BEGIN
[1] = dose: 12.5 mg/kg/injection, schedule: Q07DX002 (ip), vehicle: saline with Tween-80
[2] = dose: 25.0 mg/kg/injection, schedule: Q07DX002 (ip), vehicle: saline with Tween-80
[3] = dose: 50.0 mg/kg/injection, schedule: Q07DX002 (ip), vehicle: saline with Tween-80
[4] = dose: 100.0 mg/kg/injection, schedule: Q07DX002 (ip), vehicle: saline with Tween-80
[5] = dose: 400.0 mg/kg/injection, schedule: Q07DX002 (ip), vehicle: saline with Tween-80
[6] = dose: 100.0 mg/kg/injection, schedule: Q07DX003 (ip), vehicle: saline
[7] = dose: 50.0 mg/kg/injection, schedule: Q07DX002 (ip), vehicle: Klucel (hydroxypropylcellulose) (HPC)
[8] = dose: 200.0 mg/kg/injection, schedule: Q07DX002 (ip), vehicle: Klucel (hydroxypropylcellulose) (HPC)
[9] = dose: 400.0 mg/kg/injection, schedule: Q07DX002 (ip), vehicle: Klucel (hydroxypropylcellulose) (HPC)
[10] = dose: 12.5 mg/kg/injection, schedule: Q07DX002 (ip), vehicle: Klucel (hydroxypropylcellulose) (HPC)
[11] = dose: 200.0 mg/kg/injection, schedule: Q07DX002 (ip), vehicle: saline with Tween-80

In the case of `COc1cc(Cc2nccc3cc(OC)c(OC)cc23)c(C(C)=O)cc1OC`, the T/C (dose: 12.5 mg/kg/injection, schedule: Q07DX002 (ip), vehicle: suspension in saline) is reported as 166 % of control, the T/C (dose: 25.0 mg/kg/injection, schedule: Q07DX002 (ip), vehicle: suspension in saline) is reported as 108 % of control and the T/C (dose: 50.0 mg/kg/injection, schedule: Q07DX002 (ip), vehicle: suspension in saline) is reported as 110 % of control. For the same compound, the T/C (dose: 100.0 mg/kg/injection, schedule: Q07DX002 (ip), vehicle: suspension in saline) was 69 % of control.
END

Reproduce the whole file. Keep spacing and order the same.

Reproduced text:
[1] = dose: 12.5 mg/kg/injection, schedule: Q07DX002 (ip), vehicle: saline with Tween-80
[2] = dose: 25.0 mg/kg/injection, schedule: Q07DX002 (ip), vehicle: saline with Tween-80
[3] = dose: 50.0 mg/kg/injection, schedule: Q07DX002 (ip), vehicle: saline with Tween-80
[4] = dose: 100.0 mg/kg/injection, schedule: Q07DX002 (ip), vehicle: saline with Tween-80
[5] = dose: 400.0 mg/kg/injection, schedule: Q07DX002 (ip), vehicle: saline with Tween-80
[6] = dose: 100.0 mg/kg/injection, schedule: Q07DX003 (ip), vehicle: saline
[7] = dose: 50.0 mg/kg/injection, schedule: Q07DX002 (ip), vehicle: Klucel (hydroxypropylcellulose) (HPC)
[8] = dose: 200.0 mg/kg/injection, schedule: Q07DX002 (ip), vehicle: Klucel (hydroxypropylcellulose) (HPC)
[9] = dose: 400.0 mg/kg/injection, schedule: Q07DX002 (ip), vehicle: Klucel (hydroxypropylcellulose) (HPC)
[10] = dose: 12.5 mg/kg/injection, schedule: Q07DX002 (ip), vehicle: Klucel (hydroxypropylcellulose) (HPC)
[11] = dose: 200.0 mg/kg/injection, schedule: Q07DX002 (ip), vehicle: saline with Tween-80

In the case of `COc1cc(Cc2nccc3cc(OC)c(OC)cc23)c(C(C)=O)cc1OC`, the T/C (dose: 12.5 mg/kg/injection, schedule: Q07DX002 (ip), vehicle: suspension in saline) is reported as 166 % of control, the T/C (dose: 25.0 mg/kg/injection, schedule: Q07DX002 (ip), vehicle: suspension in saline) is reported as 108 % of control and the T/C (dose: 50.0 mg/kg/injection, schedule: Q07DX002 (ip), vehicle: suspension in saline) is reported as 110 % of control. For the same compound, the T/C (dose: 100.0 mg/kg/injection, schedule: Q07DX002 (ip), vehicle: suspension in saline) was 69 % of control.